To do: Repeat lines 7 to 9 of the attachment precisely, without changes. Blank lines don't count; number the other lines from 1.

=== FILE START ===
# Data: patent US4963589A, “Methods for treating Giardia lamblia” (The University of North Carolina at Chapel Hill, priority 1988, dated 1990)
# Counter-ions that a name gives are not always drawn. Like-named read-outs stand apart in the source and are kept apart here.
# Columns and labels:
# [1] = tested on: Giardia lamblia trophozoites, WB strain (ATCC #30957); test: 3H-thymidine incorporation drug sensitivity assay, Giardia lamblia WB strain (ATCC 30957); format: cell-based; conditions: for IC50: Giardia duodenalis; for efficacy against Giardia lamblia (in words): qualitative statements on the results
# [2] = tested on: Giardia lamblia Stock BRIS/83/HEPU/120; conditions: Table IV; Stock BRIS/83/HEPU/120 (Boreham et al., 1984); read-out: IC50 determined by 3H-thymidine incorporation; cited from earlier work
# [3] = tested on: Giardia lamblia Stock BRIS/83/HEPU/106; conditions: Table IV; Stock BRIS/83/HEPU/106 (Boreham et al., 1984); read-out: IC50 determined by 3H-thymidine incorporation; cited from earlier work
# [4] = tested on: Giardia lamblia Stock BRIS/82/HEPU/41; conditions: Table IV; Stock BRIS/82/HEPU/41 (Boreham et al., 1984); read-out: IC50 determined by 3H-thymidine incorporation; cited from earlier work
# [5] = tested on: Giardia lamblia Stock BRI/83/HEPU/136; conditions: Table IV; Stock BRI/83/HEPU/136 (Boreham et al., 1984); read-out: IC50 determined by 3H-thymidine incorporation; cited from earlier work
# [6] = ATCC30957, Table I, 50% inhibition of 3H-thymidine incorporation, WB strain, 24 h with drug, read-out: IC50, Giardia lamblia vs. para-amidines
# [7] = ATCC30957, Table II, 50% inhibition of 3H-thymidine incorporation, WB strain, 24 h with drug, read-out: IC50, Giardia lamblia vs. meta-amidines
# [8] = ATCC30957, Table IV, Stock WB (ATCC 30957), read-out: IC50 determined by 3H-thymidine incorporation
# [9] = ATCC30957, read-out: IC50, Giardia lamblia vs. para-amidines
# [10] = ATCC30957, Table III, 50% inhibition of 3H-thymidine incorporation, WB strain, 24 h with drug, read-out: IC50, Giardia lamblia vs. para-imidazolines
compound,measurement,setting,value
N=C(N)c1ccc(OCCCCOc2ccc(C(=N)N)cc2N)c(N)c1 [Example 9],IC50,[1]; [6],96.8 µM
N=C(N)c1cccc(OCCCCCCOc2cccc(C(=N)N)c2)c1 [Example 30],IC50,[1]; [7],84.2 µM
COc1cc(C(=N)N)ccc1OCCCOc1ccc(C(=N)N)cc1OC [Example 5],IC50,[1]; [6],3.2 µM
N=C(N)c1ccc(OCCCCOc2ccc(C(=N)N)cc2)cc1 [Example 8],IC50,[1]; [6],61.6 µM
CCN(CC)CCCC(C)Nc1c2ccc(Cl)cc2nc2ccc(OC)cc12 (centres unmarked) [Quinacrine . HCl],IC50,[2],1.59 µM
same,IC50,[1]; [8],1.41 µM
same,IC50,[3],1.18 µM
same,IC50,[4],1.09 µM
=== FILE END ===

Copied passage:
# [4] = tested on: Giardia lamblia Stock BRIS/82/HEPU/41; conditions: Table IV; Stock BRIS/82/HEPU/41 (Boreham et al., 1984); read-out: IC50 determined by 3H-thymidine incorporation; cited from earlier work
# [5] = tested on: Giardia lamblia Stock BRI/83/HEPU/136; conditions: Table IV; Stock BRI/83/HEPU/136 (Boreham et al., 1984); read-out: IC50 determined by 3H-thymidine incorporation; cited from earlier work
# [6] = ATCC30957, Table I, 50% inhibition of 3H-thymidine incorporation, WB strain, 24 h with drug, read-out: IC50, Giardia lamblia vs. para-amidines